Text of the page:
Today I was reading what some people wrote during the antislavery movement (Jarena Lee, David Walker's "Appeal"), about the rights of all people to equality and freedom, no matter the person's race or gender. Amen, I say! That's what our country is supposedly about. That's what we have as our basic credo. But many people also believed this in the nineteenth century when there was slavery and when women were supposed to stay in their own "sphere."
It's interesting to me as I reflect on the changes the United States has gone through since then, how little has really changed. Maybe I'm looking at this too cynically (belieing my post from a few days ago about being mainly optimistic...), but perhaps I'm just being realistic...
Anyway, it seems like the country has done as little as it can to change while pacifying those who felt wronged just enough so there's not enough catalyst for further uprisings. Yes, all races are equal in the sight of our laws, but are all people treated equally? Of course not. And yes, women agitated and eventually gained the right to vote and to be educated, etc., but the United States, beacon of equality to the world, has not yet passed an equal rights amendment for women--so it is still true in the good ol' US of A that "all men are created equal," but not necessarily all women.
I will speak here mostly about women, because that is my experience, and I wouldn't want to try to speak for other "minorities." In most ways women are now treated equally: we can go to the same schools and do most of the same jobs. We can even preach in many denominations, we can work outside the home, we don't have to have children or be attached to a man. These are good steps in the right direction. But at the same time, we are not always paid equally for an equal job, there are unfair laws (eg men can get Viagra paid for by their insurance but it won't pay for birth control!), and women are generally not expected to be as intelligent or able as men by society as a whole.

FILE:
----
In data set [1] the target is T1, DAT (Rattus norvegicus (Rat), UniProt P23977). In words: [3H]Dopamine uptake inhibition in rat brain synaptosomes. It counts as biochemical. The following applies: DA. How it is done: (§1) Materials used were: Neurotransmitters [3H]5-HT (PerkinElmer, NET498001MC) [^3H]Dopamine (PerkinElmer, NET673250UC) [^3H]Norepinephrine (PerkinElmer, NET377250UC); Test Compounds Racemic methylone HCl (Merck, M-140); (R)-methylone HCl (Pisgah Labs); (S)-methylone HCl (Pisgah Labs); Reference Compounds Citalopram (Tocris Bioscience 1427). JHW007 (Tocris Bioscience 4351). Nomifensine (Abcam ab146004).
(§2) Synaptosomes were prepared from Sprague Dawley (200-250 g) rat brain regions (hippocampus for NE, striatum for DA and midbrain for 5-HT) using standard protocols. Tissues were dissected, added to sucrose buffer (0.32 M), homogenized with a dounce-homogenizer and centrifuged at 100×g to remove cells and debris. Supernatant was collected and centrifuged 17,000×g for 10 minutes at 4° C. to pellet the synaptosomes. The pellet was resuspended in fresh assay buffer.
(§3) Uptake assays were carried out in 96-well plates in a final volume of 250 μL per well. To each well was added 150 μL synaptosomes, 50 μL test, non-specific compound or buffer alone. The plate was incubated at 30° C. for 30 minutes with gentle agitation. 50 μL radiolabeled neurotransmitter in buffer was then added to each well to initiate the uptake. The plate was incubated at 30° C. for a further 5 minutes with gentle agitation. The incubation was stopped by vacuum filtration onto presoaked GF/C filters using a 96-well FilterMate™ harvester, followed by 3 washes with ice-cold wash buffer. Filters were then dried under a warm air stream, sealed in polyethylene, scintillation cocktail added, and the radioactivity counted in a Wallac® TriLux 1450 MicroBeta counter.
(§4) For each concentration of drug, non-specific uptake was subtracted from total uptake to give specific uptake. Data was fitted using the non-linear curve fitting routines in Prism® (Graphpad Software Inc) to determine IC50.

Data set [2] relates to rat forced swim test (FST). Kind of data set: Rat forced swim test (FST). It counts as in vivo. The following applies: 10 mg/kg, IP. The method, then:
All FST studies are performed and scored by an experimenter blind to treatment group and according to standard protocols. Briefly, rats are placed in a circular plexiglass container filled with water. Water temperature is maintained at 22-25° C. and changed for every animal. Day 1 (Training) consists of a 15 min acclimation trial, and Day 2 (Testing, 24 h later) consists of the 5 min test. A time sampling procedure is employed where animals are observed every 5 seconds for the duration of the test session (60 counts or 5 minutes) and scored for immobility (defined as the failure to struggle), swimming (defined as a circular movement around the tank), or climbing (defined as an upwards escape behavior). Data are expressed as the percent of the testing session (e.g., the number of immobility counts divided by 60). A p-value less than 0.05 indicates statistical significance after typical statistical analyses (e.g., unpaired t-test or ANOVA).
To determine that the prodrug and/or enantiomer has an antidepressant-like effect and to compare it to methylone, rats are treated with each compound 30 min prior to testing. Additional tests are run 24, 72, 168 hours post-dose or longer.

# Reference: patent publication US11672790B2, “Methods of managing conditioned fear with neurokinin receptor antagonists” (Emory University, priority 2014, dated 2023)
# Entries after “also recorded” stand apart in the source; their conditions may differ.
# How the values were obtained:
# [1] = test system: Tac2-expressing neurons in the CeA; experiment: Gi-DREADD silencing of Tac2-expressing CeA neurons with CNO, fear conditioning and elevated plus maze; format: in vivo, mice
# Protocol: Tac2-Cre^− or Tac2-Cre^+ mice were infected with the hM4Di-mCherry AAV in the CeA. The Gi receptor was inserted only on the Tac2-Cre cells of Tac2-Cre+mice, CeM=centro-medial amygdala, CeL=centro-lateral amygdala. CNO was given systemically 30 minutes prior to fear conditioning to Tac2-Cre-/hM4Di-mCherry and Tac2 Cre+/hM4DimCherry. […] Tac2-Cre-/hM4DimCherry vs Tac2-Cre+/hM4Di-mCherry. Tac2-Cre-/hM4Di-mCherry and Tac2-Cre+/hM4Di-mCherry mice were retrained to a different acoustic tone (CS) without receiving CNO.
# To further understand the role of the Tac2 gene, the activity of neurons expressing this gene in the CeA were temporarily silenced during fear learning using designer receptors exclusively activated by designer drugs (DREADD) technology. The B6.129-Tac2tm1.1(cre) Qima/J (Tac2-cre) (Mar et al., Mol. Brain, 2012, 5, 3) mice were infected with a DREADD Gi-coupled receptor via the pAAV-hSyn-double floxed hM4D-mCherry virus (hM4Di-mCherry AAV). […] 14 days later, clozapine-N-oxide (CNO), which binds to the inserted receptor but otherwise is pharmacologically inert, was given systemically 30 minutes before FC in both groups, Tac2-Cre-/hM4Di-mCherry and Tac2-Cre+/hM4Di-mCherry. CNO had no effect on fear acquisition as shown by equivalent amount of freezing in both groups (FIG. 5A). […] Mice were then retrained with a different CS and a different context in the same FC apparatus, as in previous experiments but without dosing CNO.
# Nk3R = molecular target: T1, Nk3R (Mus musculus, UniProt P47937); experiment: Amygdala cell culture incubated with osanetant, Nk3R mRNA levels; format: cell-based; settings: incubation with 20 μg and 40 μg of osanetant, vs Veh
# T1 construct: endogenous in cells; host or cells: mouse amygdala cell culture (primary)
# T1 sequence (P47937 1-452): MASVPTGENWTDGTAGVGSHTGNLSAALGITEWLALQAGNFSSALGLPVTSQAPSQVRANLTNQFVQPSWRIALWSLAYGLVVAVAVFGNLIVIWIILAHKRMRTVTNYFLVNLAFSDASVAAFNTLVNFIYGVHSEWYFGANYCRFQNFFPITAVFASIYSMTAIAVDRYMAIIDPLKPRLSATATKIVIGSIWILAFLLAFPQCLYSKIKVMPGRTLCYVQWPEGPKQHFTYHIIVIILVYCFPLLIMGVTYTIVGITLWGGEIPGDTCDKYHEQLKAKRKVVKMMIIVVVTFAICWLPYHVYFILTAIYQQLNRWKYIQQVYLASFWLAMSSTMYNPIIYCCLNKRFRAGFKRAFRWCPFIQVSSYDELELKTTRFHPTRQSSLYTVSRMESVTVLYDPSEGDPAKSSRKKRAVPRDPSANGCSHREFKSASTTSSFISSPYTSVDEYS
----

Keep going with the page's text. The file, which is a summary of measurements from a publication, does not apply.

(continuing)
So it seems to me that what our society has changed a few laws and customs, but mainly kept the same rules of the game. If women and other "minorities" can play the white man's game, they're welcome to try--if they want to try to think in the same ways, use the same competitive tactics and speak the same language of logic and linearality (is that a word? It is now because I don't have to play their game... =), if we can do all that then sure, more power to us. But if we try to change the rules we're not allowed to play.
But the laws have changed just enough to pacify us. And in this case I'm not talking about pacifism, where we're actively nonviolent, showing the injustice of the system, but this is pacification which keeps us passive. I, as an American woman, am allowed to do pretty much whatever I want to. I might not get paid well for it, and there might be groups out there who will treat me the same as anyone else, so I probably won't rise up and demand equal rights. But we aren't treated equally. And in all likelihood it is probably worse for other races than for me, as a white woman.
What is our role as Quakers in all of this? We worked hard to get rid of the major problems--we didn't allow slavery or complete subjugation of women. But it seems like we quit before the whole battles were won. We called well enough good. But there's still suffering and inequality going on! What are we going to do about it?